Tweet your pic NOW!
Hack Learning Ambassador at Empower18 Conference
Tweet a pic with you, a Hack Learning T or book, and/or our banner for a chance to win
What’s the purpose?
Simple: We want people to see Hack Learning books, so they’ll be inspired to check out one of education’s most powerful problem-solving movements. And we’re not afraid to enlist your help and incentivize sharing with cool prizes.
We give away more content than anyone–over $100,000 in FREE content to educators around the world in 2017 and 2018! After all, Hack Learning is not about making authors or publishers rich; it’s about making educators better!
Share your pic or video on Twitter now. Tag @markbarnes19 and #HackLearning. Promote your Tweet, so you can win!
NOTE: Hack Learning authors and team members are ineligible to win.
Let me begin with full disclosure: Before I learned about Unanswerable Questions in Hacking Mathematics, by Denis Sheeran, I thought just about everything math related was unanswerable. Admittedly, math has always been pretty elusive to me.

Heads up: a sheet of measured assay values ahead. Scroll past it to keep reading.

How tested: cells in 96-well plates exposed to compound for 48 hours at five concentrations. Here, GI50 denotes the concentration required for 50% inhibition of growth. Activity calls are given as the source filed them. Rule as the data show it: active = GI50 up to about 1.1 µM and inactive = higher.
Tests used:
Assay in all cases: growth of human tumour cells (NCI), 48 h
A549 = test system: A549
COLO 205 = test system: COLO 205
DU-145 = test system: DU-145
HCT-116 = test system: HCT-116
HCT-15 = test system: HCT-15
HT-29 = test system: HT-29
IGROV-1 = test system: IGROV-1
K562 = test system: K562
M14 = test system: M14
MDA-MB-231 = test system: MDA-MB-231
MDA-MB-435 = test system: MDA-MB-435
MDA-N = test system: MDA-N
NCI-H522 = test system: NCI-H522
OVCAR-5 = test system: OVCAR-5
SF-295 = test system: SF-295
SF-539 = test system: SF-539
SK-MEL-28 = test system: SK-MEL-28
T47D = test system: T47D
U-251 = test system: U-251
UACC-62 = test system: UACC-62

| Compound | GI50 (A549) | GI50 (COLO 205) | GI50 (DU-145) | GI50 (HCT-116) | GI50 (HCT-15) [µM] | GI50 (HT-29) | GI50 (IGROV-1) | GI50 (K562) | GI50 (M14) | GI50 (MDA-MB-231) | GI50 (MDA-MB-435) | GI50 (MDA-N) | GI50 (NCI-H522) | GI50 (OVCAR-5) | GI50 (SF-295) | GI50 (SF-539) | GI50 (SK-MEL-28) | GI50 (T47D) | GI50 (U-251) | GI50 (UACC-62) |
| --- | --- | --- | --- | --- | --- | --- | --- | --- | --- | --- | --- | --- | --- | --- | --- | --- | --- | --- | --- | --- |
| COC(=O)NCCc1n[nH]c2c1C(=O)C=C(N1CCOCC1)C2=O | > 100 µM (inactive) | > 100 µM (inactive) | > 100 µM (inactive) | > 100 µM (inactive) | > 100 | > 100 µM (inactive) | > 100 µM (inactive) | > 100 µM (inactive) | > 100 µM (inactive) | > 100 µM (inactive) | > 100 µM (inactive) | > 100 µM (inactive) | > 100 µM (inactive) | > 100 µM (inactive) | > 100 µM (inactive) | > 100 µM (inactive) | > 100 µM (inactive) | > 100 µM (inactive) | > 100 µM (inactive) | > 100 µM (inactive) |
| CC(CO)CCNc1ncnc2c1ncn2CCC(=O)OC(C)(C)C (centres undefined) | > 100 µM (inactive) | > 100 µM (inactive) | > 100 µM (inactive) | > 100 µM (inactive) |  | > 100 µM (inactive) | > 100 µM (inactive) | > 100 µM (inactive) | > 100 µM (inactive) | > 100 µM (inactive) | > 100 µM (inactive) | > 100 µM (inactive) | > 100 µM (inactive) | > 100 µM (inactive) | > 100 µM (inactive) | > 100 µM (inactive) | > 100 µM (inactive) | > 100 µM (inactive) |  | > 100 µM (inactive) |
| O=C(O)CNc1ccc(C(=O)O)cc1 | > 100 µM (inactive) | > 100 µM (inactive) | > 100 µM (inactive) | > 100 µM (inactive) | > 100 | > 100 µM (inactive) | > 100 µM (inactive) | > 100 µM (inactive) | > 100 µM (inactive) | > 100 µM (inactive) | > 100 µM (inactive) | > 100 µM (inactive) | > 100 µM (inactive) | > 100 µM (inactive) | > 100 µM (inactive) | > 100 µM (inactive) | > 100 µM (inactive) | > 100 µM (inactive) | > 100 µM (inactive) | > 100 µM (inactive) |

After reading about Unanswerable Questions, though, I’m looking at math and pedagogy differently.
Rather than talk around Denis Sheeran’s concept, I thought I’d just share it straight from the mathematician’s mouth–or at least from his book.
Join Times 10 Publications founder and Hack Learning Creator @markbarnes19 in the Blogger’s Cafe at Empower18 in the Boston Convention Center, for a fast-paced live #HackLearning Twitter chat.